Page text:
Chances are good that if you or someone you know has taken a music class in Michigan in the last 70 years, your teacher was a U-M grad. Here are a few of their stories.
Married to music
She played the clarinet. He played the trombone. And they both belonged to the select club of music majors who performed in the Michigan Marching Band. Perhaps that’s why Kellie and Joe McInchak, (both BM ’02, pictured above), formed such a strong bond during the 1998 season. It was their freshman year at U-M.
“We were a couple before the end of the first semester, and we’ve been together ever since,” says Kellie. She and Joe married in 2004, just two years after graduation.
These days they work together, co-teaching band students at Tecumseh Schools, a small rural district in southeast Michigan.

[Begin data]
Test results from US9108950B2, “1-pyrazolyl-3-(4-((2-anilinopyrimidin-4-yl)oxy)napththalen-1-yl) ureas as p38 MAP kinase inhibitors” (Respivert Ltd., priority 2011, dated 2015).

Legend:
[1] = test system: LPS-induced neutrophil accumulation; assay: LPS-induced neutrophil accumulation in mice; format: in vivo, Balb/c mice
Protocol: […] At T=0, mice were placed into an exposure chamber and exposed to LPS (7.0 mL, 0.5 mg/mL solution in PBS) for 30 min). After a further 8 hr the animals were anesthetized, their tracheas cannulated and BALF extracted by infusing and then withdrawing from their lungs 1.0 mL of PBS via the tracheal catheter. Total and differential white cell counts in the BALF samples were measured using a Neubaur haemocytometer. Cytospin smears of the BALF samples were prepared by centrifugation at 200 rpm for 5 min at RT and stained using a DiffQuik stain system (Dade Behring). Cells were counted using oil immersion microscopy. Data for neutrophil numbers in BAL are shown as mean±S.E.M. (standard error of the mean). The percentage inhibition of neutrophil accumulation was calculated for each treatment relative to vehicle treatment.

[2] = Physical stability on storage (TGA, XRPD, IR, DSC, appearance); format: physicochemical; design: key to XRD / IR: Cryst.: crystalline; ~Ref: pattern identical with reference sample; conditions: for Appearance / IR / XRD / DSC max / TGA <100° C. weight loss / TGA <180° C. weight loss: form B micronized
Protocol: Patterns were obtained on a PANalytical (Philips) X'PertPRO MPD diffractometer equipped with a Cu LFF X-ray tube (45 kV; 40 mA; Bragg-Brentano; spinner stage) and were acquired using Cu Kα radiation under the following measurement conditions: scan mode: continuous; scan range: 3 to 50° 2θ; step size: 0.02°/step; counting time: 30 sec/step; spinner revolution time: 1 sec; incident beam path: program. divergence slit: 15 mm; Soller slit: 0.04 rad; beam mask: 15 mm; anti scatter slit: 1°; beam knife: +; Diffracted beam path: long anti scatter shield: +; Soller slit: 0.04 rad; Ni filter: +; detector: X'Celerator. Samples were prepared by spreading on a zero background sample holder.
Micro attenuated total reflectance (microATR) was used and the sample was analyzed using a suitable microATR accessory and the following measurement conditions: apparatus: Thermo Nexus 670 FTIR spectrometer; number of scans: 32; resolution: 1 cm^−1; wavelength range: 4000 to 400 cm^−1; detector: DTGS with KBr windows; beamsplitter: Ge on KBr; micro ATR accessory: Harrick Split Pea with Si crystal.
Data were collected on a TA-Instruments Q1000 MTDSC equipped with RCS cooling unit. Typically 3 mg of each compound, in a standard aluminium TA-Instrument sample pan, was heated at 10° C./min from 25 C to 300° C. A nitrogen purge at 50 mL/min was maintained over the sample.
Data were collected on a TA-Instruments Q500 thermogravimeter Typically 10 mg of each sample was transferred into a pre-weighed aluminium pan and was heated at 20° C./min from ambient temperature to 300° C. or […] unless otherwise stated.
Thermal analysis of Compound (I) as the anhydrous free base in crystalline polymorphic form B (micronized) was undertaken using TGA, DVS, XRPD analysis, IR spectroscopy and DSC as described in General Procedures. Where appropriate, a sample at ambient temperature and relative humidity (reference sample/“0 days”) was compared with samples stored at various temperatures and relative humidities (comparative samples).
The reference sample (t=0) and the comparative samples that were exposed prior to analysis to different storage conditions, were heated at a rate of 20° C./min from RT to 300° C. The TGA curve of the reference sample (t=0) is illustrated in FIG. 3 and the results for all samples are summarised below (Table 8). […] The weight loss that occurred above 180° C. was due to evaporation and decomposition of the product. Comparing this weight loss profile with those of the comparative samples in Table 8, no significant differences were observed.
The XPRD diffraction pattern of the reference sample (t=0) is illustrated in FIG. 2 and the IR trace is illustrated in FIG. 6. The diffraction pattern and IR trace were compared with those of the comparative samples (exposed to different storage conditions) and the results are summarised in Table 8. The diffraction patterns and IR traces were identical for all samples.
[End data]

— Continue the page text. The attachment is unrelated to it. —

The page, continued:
Kellie, who started giving clarinet lessons to younger kids before she graduated high school, has always wanted to be a music teacher. She currently teaches band in 5th, 6th, and 7th grades. Joe is the high school band director.
“What I love about working with the band, which is quite different from many other teaching assignments, is that we really get to form a strong connection with these kids over the course of many years and watch them grow,” Kellie says. “What really drives me to teach these days is that music is something that helps kids to become more like themselves instead of everybody else.”